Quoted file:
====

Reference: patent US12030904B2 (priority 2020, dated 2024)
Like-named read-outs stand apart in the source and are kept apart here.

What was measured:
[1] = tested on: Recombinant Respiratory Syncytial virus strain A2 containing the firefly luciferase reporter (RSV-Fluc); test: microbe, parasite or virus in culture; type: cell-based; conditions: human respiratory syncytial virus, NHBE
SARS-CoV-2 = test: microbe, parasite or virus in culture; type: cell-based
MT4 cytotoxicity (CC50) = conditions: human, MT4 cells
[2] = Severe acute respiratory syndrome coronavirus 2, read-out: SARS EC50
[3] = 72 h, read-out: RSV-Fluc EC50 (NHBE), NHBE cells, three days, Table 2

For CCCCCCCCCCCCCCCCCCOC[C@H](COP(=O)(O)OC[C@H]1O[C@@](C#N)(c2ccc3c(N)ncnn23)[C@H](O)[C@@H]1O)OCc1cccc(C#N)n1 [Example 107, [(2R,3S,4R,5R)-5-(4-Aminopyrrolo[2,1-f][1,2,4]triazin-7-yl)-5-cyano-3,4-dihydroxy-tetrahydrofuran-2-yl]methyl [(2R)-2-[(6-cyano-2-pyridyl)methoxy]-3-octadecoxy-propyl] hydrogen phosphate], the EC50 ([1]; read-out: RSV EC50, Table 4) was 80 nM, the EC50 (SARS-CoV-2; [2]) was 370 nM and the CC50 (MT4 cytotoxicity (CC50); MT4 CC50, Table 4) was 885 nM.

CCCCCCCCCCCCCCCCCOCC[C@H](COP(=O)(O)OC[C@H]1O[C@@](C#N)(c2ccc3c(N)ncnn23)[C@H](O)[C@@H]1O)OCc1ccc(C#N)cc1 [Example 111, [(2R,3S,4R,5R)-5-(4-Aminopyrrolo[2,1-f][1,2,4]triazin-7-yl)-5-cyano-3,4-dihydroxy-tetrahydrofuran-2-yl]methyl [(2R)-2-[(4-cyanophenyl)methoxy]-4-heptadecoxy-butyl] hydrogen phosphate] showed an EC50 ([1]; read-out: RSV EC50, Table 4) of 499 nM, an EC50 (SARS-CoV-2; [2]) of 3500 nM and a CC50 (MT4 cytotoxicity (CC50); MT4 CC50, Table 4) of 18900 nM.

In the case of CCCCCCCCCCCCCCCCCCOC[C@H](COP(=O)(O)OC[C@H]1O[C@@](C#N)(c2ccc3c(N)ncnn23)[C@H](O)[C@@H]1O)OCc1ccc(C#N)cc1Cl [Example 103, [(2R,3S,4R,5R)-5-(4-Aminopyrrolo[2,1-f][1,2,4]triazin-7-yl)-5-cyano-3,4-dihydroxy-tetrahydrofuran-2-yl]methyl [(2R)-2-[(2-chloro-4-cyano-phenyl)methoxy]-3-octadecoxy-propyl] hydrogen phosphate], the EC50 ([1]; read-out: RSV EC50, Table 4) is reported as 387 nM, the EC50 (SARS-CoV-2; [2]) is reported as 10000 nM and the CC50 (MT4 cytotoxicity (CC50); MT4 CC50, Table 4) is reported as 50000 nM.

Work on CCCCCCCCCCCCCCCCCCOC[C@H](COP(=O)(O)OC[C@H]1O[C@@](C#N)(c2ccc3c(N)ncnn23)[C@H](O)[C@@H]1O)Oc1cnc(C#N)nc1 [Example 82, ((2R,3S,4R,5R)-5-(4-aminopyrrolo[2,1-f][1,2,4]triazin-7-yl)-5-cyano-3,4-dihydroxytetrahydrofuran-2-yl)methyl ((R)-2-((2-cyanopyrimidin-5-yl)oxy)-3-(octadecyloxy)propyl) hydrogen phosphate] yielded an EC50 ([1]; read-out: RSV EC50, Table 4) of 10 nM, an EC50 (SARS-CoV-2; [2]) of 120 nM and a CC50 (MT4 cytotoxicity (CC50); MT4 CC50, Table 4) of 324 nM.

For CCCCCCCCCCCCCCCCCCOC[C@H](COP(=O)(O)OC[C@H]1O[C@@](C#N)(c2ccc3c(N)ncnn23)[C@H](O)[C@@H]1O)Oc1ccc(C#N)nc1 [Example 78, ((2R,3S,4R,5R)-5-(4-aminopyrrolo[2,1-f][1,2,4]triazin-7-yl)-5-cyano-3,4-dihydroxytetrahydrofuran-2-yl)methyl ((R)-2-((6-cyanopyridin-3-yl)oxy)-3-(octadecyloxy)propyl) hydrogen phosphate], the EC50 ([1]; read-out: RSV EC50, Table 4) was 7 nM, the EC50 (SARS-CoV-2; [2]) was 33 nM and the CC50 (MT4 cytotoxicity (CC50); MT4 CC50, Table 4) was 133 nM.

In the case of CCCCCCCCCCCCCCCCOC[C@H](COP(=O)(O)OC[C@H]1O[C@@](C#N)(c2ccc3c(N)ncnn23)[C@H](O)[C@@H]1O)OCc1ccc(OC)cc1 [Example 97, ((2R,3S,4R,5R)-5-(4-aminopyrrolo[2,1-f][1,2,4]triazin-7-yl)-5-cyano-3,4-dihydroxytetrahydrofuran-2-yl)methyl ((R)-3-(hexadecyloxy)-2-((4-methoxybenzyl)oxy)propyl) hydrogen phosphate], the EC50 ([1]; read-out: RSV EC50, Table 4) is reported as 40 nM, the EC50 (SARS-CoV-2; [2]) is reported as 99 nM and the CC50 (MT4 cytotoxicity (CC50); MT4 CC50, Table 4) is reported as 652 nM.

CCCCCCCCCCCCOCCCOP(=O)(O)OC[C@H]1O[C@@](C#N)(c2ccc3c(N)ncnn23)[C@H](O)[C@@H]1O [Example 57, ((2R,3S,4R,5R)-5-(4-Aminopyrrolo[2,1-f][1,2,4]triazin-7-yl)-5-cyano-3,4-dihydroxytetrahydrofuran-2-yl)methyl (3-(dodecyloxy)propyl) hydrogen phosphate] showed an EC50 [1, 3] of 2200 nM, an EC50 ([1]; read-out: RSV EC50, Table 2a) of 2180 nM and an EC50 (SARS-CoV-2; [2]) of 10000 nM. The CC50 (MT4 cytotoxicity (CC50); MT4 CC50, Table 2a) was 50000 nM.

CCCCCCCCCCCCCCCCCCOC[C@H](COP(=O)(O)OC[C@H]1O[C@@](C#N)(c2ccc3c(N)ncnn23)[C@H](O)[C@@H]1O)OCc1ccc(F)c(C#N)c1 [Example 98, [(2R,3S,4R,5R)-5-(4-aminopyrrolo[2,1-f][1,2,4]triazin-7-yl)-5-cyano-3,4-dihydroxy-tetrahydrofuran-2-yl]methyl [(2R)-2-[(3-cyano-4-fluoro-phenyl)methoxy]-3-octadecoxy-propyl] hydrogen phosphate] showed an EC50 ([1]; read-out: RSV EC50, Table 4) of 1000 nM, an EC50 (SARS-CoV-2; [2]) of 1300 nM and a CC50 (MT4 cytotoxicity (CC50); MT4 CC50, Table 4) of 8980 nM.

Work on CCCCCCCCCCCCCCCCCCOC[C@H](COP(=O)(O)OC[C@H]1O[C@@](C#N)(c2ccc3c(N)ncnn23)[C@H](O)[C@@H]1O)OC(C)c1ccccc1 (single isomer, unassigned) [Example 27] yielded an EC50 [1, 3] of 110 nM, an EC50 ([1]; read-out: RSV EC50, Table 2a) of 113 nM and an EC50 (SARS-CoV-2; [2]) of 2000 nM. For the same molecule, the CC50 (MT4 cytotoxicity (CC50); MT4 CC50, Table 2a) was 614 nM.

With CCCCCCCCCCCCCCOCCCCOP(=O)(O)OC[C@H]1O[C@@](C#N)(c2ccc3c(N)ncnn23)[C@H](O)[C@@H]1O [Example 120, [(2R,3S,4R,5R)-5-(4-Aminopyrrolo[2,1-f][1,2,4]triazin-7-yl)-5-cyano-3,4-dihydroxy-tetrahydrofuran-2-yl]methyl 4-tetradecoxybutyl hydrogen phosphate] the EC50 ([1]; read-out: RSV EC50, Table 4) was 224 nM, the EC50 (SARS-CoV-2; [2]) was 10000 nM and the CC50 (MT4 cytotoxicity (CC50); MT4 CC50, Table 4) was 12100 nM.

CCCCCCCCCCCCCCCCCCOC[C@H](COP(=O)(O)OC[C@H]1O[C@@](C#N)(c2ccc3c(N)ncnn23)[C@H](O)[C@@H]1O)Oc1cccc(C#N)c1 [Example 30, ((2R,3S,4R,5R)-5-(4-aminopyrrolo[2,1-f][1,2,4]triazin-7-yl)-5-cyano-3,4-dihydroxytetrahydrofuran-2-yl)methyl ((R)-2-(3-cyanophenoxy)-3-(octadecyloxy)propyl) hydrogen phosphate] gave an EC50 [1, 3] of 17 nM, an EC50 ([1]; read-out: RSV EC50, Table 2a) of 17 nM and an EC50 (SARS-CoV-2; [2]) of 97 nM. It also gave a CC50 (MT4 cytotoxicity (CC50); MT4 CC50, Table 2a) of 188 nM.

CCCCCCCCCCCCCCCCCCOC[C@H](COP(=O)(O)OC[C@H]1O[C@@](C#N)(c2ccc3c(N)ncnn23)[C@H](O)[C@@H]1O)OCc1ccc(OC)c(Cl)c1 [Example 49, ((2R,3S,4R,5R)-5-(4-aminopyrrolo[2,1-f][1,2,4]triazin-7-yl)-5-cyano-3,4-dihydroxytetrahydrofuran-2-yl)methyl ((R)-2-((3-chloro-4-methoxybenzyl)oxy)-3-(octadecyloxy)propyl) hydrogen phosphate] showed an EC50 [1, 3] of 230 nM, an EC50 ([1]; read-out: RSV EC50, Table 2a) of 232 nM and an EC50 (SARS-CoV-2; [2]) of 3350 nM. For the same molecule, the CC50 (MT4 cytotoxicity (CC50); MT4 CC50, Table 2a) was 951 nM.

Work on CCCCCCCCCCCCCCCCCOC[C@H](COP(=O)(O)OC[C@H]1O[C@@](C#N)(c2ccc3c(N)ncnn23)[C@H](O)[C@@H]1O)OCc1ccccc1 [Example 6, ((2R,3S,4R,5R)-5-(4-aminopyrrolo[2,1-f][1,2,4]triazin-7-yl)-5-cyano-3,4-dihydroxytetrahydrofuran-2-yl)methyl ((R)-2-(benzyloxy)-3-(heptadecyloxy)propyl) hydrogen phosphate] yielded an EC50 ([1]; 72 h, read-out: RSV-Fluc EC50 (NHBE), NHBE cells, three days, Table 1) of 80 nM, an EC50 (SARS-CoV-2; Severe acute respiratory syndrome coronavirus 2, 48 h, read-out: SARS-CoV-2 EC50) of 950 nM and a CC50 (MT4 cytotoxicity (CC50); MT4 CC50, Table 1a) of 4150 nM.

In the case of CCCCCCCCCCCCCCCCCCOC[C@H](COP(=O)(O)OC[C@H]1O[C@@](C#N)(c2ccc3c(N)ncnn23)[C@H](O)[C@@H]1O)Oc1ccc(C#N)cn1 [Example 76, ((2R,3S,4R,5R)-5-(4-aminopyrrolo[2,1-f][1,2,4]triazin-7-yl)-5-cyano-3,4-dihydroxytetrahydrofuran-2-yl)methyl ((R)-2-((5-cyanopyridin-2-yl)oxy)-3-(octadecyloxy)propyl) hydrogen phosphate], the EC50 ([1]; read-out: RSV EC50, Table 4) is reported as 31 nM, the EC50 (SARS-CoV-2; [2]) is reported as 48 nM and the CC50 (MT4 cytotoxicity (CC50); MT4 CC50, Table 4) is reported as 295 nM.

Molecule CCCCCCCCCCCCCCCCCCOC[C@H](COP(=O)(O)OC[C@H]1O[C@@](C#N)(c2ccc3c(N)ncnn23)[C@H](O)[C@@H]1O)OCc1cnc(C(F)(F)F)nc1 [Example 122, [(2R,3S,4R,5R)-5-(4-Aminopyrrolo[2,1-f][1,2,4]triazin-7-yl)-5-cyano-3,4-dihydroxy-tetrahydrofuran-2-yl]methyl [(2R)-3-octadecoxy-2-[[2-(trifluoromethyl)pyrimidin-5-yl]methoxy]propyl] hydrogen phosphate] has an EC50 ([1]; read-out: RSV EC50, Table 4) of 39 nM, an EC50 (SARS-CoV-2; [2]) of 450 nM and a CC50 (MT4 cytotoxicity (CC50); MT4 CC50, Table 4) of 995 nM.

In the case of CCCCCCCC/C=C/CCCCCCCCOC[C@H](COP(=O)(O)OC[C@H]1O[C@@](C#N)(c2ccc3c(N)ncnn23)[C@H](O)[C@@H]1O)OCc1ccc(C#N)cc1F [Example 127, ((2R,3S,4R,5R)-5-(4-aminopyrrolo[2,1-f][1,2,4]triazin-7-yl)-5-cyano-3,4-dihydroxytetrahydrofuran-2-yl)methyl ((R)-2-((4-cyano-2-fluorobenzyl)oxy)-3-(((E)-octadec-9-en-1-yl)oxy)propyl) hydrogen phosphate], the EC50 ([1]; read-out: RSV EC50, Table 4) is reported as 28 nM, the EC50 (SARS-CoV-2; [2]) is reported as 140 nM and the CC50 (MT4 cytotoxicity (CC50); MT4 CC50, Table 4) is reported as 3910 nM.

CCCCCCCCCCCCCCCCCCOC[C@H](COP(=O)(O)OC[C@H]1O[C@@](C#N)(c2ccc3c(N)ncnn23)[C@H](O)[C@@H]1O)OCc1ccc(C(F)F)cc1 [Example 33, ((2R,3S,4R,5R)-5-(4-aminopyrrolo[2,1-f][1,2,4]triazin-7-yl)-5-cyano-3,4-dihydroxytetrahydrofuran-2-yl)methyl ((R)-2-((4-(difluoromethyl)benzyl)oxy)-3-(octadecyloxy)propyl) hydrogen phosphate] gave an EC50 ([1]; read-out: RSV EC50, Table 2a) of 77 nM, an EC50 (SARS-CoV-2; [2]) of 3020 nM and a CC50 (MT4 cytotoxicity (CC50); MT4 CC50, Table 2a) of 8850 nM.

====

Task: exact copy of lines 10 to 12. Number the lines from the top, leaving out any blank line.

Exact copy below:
CCCCCCCCCCCCCCCCCOCC[C@H](COP(=O)(O)OC[C@H]1O[C@@](C#N)(c2ccc3c(N)ncnn23)[C@H](O)[C@@H]1O)OCc1ccc(C#N)cc1 [Example 111, [(2R,3S,4R,5R)-5-(4-Aminopyrrolo[2,1-f][1,2,4]triazin-7-yl)-5-cyano-3,4-dihydroxy-tetrahydrofuran-2-yl]methyl [(2R)-2-[(4-cyanophenyl)methoxy]-4-heptadecoxy-butyl] hydrogen phosphate] showed an EC50 ([1]; read-out: RSV EC50, Table 4) of 499 nM, an EC50 (SARS-CoV-2; [2]) of 3500 nM and a CC50 (MT4 cytotoxicity (CC50); MT4 CC50, Table 4) of 18900 nM.

In the case of CCCCCCCCCCCCCCCCCCOC[C@H](COP(=O)(O)OC[C@H]1O[C@@](C#N)(c2ccc3c(N)ncnn23)[C@H](O)[C@@H]1O)OCc1ccc(C#N)cc1Cl [Example 103, [(2R,3S,4R,5R)-5-(4-Aminopyrrolo[2,1-f][1,2,4]triazin-7-yl)-5-cyano-3,4-dihydroxy-tetrahydrofuran-2-yl]methyl [(2R)-2-[(2-chloro-4-cyano-phenyl)methoxy]-3-octadecoxy-propyl] hydrogen phosphate], the EC50 ([1]; read-out: RSV EC50, Table 4) is reported as 387 nM, the EC50 (SARS-CoV-2; [2]) is reported as 10000 nM and the CC50 (MT4 cytotoxicity (CC50); MT4 CC50, Table 4) is reported as 50000 nM.

Work on CCCCCCCCCCCCCCCCCCOC[C@H](COP(=O)(O)OC[C@H]1O[C@@](C#N)(c2ccc3c(N)ncnn23)[C@H](O)[C@@H]1O)Oc1cnc(C#N)nc1 [Example 82, ((2R,3S,4R,5R)-5-(4-aminopyrrolo[2,1-f][1,2,4]triazin-7-yl)-5-cyano-3,4-dihydroxytetrahydrofuran-2-yl)methyl ((R)-2-((2-cyanopyrimidin-5-yl)oxy)-3-(octadecyloxy)propyl) hydrogen phosphate] yielded an EC50 ([1]; read-out: RSV EC50, Table 4) of 10 nM, an EC50 (SARS-CoV-2; [2]) of 120 nM and a CC50 (MT4 cytotoxicity (CC50); MT4 CC50, Table 4) of 324 nM.